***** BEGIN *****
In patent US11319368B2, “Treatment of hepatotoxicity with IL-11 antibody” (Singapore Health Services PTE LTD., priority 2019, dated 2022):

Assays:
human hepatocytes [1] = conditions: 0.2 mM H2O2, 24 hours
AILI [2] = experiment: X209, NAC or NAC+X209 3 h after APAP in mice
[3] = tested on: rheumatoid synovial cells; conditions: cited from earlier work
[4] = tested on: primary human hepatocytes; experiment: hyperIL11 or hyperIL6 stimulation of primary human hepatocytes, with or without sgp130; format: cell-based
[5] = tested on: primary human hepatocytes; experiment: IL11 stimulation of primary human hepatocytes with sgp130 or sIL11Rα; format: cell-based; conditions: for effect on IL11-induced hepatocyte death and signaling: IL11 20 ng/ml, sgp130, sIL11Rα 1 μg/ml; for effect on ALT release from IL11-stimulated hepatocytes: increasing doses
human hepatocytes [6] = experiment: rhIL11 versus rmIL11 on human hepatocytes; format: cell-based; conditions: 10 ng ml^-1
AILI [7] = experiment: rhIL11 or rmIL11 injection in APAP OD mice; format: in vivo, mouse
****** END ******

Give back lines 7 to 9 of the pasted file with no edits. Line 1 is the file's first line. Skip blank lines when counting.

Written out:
[5] = tested on: primary human hepatocytes; experiment: IL11 stimulation of primary human hepatocytes with sgp130 or sIL11Rα; format: cell-based; conditions: for effect on IL11-induced hepatocyte death and signaling: IL11 20 ng/ml, sgp130, sIL11Rα 1 μg/ml; for effect on ALT release from IL11-stimulated hepatocytes: increasing doses
human hepatocytes [6] = experiment: rhIL11 versus rmIL11 on human hepatocytes; format: cell-based; conditions: 10 ng ml^-1
AILI [7] = experiment: rhIL11 or rmIL11 injection in APAP OD mice; format: in vivo, mouse